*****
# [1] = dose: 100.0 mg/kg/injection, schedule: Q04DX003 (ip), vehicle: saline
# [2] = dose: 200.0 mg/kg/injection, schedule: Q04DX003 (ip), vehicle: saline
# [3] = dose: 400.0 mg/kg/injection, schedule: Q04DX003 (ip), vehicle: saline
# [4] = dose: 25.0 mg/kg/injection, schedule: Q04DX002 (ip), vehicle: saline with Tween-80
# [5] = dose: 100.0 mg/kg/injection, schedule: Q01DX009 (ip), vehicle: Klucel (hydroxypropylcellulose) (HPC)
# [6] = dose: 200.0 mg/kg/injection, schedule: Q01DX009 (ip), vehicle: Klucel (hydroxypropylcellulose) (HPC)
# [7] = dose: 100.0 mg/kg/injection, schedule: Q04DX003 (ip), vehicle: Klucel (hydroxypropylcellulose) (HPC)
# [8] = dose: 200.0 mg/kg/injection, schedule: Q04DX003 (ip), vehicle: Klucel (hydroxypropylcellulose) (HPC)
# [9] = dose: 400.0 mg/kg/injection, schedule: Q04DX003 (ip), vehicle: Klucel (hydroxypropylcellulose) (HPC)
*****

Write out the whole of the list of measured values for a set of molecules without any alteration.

# [1] = dose: 100.0 mg/kg/injection, schedule: Q04DX003 (ip), vehicle: saline
# [2] = dose: 200.0 mg/kg/injection, schedule: Q04DX003 (ip), vehicle: saline
# [3] = dose: 400.0 mg/kg/injection, schedule: Q04DX003 (ip), vehicle: saline
# [4] = dose: 25.0 mg/kg/injection, schedule: Q04DX002 (ip), vehicle: saline with Tween-80
# [5] = dose: 100.0 mg/kg/injection, schedule: Q01DX009 (ip), vehicle: Klucel (hydroxypropylcellulose) (HPC)
# [6] = dose: 200.0 mg/kg/injection, schedule: Q01DX009 (ip), vehicle: Klucel (hydroxypropylcellulose) (HPC)
# [7] = dose: 100.0 mg/kg/injection, schedule: Q04DX003 (ip), vehicle: Klucel (hydroxypropylcellulose) (HPC)
# [8] = dose: 200.0 mg/kg/injection, schedule: Q04DX003 (ip), vehicle: Klucel (hydroxypropylcellulose) (HPC)
# [9] = dose: 400.0 mg/kg/injection, schedule: Q04DX003 (ip), vehicle: Klucel (hydroxypropylcellulose) (HPC)